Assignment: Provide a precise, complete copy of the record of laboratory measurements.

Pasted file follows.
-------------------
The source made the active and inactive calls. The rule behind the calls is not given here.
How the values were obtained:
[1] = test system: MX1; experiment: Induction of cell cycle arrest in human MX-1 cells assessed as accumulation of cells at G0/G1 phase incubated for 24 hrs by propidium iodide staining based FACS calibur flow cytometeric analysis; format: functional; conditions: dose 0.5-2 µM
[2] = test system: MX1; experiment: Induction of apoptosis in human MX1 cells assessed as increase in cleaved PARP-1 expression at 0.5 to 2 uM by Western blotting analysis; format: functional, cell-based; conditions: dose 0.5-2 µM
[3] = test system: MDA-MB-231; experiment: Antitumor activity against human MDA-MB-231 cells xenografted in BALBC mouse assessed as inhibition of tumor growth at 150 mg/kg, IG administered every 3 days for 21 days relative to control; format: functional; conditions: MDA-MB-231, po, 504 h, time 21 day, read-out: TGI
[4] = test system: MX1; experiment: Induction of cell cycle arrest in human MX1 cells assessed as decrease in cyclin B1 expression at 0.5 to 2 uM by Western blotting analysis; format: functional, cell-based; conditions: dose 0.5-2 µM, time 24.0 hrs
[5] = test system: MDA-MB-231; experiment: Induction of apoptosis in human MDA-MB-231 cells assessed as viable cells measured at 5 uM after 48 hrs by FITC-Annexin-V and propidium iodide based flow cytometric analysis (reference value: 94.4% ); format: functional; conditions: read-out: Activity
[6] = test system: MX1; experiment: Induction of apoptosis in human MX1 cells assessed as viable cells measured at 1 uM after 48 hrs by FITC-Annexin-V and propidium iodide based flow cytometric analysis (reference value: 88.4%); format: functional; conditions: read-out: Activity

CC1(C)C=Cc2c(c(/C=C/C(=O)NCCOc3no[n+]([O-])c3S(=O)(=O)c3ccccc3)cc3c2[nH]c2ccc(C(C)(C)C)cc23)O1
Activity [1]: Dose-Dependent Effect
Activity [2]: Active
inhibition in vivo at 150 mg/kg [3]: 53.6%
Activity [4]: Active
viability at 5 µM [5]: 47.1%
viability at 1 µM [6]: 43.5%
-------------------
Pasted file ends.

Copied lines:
The source made the active and inactive calls. The rule behind the calls is not given here.
How the values were obtained:
[1] = test system: MX1; experiment: Induction of cell cycle arrest in human MX-1 cells assessed as accumulation of cells at G0/G1 phase incubated for 24 hrs by propidium iodide staining based FACS calibur flow cytometeric analysis; format: functional; conditions: dose 0.5-2 µM
[2] = test system: MX1; experiment: Induction of apoptosis in human MX1 cells assessed as increase in cleaved PARP-1 expression at 0.5 to 2 uM by Western blotting analysis; format: functional, cell-based; conditions: dose 0.5-2 µM
[3] = test system: MDA-MB-231; experiment: Antitumor activity against human MDA-MB-231 cells xenografted in BALBC mouse assessed as inhibition of tumor growth at 150 mg/kg, IG administered every 3 days for 21 days relative to control; format: functional; conditions: MDA-MB-231, po, 504 h, time 21 day, read-out: TGI
[4] = test system: MX1; experiment: Induction of cell cycle arrest in human MX1 cells assessed as decrease in cyclin B1 expression at 0.5 to 2 uM by Western blotting analysis; format: functional, cell-based; conditions: dose 0.5-2 µM, time 24.0 hrs
[5] = test system: MDA-MB-231; experiment: Induction of apoptosis in human MDA-MB-231 cells assessed as viable cells measured at 5 uM after 48 hrs by FITC-Annexin-V and propidium iodide based flow cytometric analysis (reference value: 94.4% ); format: functional; conditions: read-out: Activity
[6] = test system: MX1; experiment: Induction of apoptosis in human MX1 cells assessed as viable cells measured at 1 uM after 48 hrs by FITC-Annexin-V and propidium iodide based flow cytometric analysis (reference value: 88.4%); format: functional; conditions: read-out: Activity

CC1(C)C=Cc2c(c(/C=C/C(=O)NCCOc3no[n+]([O-])c3S(=O)(=O)c3ccccc3)cc3c2[nH]c2ccc(C(C)(C)C)cc23)O1
Activity [1]: Dose-Dependent Effect
Activity [2]: Active
inhibition in vivo at 150 mg/kg [3]: 53.6%
Activity [4]: Active
viability at 5 µM [5]: 47.1%
viability at 1 µM [6]: 43.5%